Chinese multinational corporations in Africa: what’s the trade union response?

Dr Salomé Teuteberg

Chinese multinational corporations in Africa: what’s the trade union response?

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Last week I was privileged to join the global union federation Building and Woodworkers International (BWI) Africa and Middle East and the FES Trade Union Competence Centre (TUCC) in Johannesburg for the Regional Chinese Multinational Corporations (MNCs) network. The theme of the meeting was “Innovative Unionism in Chinese MNCs” and aimed to discuss strategies and themes for organising and engagement.

 

The Amandla! Strategic Plan of BWI for 2018 – 2021 has reiterated the work on MNCs, including Chinese MNCs, as one of the “key pillars of action” in the period. The following from the meeting programme gives some context: “As more and more internationalisation of business in BWI sectors occur, the Chinese MNCs are increasing their employment and at the same time creating unfair labour practices around its supply-value chains. It states that the Plan “targets to scale-up the engagement with companies by monitoring more areas of the corporate network and at the same time conduct more strategic organising to create the widest union coverage in value chains.”

 
In my capacity as Corporate Governance Researcher of LRS, I had hoped to draw on my knowledge of South African MNCs operating on the continent. While there are some similarities, I was astounded at the lack of responsible business conduct and high levels of worker exploitation. It came out during the meeting that there is a real need to put international pressure on these MNCs. By October of last year, 22 unions from 17 countries representing over 71 000 members in 170 Chinese MNCs had signed 56 CBAs at both company and national levels. While this represents significant progress, and indeed hard work and perseverance from unions, there is more to be done.
 
Some significant issues and comments that came up during the conversation include:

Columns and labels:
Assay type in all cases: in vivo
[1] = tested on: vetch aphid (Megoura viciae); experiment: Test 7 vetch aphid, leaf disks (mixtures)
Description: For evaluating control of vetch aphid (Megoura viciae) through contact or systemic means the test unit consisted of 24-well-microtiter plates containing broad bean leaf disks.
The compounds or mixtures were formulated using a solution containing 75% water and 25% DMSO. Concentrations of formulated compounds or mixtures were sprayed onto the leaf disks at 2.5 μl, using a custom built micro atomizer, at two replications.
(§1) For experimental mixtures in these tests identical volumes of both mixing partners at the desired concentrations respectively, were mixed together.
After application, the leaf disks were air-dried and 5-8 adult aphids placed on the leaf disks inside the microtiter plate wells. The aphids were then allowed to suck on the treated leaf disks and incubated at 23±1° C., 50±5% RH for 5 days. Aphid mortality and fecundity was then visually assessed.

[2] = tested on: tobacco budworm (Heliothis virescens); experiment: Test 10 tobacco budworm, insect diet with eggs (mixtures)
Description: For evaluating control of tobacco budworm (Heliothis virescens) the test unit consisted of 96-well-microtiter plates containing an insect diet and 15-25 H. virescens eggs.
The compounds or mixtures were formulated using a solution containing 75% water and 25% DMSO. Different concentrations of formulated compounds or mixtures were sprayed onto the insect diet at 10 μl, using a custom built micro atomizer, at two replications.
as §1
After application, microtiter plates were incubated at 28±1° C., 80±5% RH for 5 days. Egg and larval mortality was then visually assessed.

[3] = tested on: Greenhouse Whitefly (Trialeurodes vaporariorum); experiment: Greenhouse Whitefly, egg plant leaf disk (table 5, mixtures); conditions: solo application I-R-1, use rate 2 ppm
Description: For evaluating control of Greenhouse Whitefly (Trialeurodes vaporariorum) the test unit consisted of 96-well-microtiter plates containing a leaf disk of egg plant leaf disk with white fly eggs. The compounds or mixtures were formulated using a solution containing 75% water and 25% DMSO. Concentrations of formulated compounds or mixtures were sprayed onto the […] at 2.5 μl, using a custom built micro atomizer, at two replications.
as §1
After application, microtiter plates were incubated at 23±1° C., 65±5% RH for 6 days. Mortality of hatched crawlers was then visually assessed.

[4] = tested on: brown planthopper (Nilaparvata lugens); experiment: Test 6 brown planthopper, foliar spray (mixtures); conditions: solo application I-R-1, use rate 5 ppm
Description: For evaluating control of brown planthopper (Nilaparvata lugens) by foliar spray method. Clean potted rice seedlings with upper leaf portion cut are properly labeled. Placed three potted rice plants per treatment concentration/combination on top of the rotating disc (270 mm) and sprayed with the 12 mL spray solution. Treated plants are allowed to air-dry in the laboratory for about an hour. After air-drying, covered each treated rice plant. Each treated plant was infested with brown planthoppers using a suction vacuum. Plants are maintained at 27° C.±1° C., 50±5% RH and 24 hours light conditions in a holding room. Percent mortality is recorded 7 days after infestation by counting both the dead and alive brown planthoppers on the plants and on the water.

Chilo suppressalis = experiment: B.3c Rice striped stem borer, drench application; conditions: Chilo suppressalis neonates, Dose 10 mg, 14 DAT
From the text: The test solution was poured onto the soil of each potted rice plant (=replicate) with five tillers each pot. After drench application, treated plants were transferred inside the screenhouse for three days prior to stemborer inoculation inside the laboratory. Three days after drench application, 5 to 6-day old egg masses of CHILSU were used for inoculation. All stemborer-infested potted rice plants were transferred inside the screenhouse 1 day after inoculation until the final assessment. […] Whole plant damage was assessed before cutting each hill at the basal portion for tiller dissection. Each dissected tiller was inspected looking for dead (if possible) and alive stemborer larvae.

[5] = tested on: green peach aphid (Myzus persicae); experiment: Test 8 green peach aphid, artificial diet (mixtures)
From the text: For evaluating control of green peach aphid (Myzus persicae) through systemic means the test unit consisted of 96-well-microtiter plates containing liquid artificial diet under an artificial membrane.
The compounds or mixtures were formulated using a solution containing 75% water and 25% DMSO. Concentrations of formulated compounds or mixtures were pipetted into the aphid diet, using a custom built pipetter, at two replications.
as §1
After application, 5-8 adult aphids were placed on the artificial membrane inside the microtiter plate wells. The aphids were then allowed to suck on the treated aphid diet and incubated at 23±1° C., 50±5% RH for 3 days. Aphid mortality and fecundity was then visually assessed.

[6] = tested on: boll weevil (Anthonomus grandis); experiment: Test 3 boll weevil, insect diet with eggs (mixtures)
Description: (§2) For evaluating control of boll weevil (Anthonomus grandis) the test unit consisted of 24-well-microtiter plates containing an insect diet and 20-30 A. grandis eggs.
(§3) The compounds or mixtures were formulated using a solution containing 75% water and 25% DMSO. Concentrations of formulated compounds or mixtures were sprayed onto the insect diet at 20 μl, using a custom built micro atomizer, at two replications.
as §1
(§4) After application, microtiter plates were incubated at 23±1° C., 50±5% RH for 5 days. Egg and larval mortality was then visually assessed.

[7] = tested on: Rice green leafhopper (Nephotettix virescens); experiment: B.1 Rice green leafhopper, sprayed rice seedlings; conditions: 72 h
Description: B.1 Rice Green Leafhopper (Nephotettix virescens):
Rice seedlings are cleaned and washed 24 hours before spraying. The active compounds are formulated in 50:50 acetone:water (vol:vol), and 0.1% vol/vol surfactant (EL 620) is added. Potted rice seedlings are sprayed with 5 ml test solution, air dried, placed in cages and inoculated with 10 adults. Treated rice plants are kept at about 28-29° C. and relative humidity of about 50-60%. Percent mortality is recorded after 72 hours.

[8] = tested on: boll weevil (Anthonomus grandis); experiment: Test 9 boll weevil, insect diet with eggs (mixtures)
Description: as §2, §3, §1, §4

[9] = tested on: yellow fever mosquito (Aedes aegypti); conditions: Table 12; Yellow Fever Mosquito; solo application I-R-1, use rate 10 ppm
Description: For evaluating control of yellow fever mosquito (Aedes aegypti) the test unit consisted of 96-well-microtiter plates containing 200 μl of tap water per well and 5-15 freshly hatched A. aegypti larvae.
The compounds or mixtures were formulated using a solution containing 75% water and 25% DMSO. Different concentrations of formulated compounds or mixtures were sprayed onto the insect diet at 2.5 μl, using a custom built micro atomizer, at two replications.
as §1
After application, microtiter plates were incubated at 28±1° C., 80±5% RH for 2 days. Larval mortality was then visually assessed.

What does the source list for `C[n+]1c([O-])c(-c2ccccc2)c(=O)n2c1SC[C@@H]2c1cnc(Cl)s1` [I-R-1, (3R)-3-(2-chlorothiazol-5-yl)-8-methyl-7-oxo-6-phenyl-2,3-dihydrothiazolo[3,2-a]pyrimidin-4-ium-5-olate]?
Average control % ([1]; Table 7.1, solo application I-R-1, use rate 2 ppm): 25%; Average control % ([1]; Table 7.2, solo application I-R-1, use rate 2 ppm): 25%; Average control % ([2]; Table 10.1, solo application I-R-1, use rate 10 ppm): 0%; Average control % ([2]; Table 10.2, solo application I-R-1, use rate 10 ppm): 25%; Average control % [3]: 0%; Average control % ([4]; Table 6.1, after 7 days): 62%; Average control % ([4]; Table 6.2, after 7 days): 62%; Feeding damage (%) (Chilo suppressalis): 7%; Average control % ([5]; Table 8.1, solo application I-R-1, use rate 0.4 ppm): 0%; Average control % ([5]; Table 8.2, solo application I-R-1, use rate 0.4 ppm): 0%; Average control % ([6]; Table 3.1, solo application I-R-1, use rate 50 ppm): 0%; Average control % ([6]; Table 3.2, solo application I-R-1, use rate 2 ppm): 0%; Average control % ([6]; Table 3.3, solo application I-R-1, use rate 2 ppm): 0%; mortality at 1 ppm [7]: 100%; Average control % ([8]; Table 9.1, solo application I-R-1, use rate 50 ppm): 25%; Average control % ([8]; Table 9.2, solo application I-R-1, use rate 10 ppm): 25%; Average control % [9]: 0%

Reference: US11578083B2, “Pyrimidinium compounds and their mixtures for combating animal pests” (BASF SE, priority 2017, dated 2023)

1)    Member retention is made near impossible with Chinese MNCs enforcing shorter work contracts. A quote from a representative of Tanzania: ‘In Chinese companies, organising is a monthly activity’

 

2)    Our Kenyan colleagues mentioned that as several of the projects are funded by the World Bank, this can be used as leverage against Chinese contractors.

 

3)    The representative from Mauritius mentioned the problem of Chinese MNCs not employing local workers. Instead, they bring workers from Nepal, Bangladesh and Sri Lanka. Unions have no access to workers, and indeed there is a language barrier in organising these workers. The union is reliant on information from civil society.

 

4)    The problem is also political, as the representative from Zimbabwe mentioned – Chinese businesses enter their country through government corruption.

 

5)    There is a lack of Personal Protective Equipment for workers, as mentioned by the representative from Senegal.

 

6)    Most Chinese MNCs are State-owned Enterprises, so the relationship is more political and diplomatic than business.

 

7)    Chinese MNCs find loopholes in the labour laws and especially short term contracts seem to be the norm.

 
Photo credit: Reuters
 

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